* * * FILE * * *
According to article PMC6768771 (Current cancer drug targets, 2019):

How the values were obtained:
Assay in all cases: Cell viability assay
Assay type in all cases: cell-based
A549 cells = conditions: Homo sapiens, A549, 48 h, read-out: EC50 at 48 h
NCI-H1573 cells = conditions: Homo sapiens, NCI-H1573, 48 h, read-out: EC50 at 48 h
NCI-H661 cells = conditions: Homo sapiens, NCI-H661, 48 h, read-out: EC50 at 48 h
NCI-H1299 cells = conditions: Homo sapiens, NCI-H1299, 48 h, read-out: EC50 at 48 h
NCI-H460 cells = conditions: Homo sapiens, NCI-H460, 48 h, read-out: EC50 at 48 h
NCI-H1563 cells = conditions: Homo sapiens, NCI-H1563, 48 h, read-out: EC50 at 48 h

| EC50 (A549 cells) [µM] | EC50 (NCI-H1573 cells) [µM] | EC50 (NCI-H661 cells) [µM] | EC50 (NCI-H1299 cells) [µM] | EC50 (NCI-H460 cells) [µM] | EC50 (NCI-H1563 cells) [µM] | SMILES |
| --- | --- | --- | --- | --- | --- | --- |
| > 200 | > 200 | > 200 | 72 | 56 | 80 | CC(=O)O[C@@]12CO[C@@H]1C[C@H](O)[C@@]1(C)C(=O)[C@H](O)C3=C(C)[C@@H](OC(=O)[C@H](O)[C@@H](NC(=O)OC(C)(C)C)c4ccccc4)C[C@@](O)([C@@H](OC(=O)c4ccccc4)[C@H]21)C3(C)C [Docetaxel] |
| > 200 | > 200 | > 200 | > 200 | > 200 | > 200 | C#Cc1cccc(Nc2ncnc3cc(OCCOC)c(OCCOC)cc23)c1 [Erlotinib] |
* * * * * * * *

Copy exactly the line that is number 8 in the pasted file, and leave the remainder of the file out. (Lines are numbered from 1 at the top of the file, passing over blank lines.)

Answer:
NCI-H1299 cells = conditions: Homo sapiens, NCI-H1299, 48 h, read-out: EC50 at 48 h